- Created by: samiyah1234
- Created on: 26-02-20 18:33
Environmental issues christian approach
This is about the moral relationship humans have between the environment and animals.
Humans are the cause of climate change and global warming and this would not be liked by God as he gave us stewardship over this earth. Humanity was given stewardship and this is where God gave the task of looking after the earth to humans.
Conservation is the idea that humanity should protect natural resources and the environment and should maintain them for the future.
Humans are in gods image so we represent God on earth. We have responsibility to look after Gods creation.
Dominion is where God has given humans authority over everything on this earth such as animals. It means to be in charge of.
Consequence of sin is where rc believe that original sin makes humans sinful and has a negative impact on the relationship with God. To rectify it we need to take care of this earth.
Creation spirituality is that humans are part of creation and god is found in it so must take care of it
Challenges to the christian approach
White said Christians are to blame for environmental issues as the bible asserts mans dominion on this earth over nature. The fact that god made only humans in his image implies the rest of the creation is soulless and inferior.
White says Christianity is responsible for global warming, climate change, pollution etc because it supports the exploitation of the natural world.
St francis of aussi is a saint of ecology as he lived in nature and was close to it. He was always portrayed with animals and nature is Gods creation and being close with it brings you close to God. He shows being a good steward and conservationist.
Not all denominations support environmentalism. Some evangelical christians thinks life really starts when we are in heaven and heaven will replace earth so what is the point of protecting it.
They make is seem anthropocentric meaning only humans have intrinsic worth. Michael la bossier suggets it can be justifed as part of the natural order of evolution which makes it acceptable.
Secular approaches to environmental ethics
Deep ecology was advocated by Arne Ness and it says humans and non human species are equal and that nature has intrinsic value. All living beings have worth despite its utility.
He says we need to radically reduce the earths population, conserve diversity of species, abandon the goal of economic growth, live in small self reliant communities and minimise our impact on the envirnoment. Nature is sacred and we should live in harmony with it.
Ness called this improvement of earth ecosophy. We should move away from anthropocentric (believing we are more important) ideology and to more holistic.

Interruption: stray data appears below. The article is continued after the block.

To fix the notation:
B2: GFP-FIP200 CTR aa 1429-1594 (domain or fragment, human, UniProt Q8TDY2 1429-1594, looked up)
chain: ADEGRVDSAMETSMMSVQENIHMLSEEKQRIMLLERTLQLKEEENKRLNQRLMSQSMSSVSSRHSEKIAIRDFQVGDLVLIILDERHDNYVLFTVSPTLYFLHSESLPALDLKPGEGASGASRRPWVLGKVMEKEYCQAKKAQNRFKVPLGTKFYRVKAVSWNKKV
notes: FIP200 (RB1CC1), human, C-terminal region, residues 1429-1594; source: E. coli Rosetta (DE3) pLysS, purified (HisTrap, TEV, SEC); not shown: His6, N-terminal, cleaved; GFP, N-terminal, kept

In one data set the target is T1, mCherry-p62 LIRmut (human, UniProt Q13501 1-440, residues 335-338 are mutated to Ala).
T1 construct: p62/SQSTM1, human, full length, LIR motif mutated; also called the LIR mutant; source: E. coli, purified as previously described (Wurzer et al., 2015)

The Cornwall Alliance believes deep ecology leads to pantheism where the quality of the divine is in everything. Anthony weston thinks deep ecologys universal principle is wrong and thinks institutions need to change from the bottom up.
Shallow ecology mostly focuses on conservationism. Values the environment but doesnt give it intrinsic worth. It has instrumental value instead eg. Biodiversity needs to be maintained because plants provide essential medicines.
This does not take into account the value we give to the nature and the environment.
The gaia hypothesis and eco holism
The gaia hypothesis is the idea of gaia comes from the greek goddess of the earth who is believed to be intrinsically part of the planet. It was created by James Lovelock in the 1960s.
Symbiosis is the mutually beneficial relationship between two things where they are dependent on each other and Lovelock says non living and living things live in a symbiotic way. If we abuse gaia we risk our own lives. She owes us nothing but we owe her our existence.
Lovelock argued eco holism which is the belief that all ecosystems and living things are dependent. We shouldn't be anthropocentric, but biocentric to allow Gaia to restore balance after the imbalance caused by humans.
People like Aquinas and Descartes believe animals don't have souls, but people argue we still have a duty of care to prevent unnecessary suffering. However, main arguments for preserving humans are that humans are starving and are more important than animals and the death of animals is less important than the death of a human. Peter singer insists that animals have intrinsic value as they can feel pain and pleasure and so are objects of moral concern and should be protected. We dont kill and experiment on babies or adults in a coma, so we should have the same respect for animals. Speciesm is assuming humans are superior.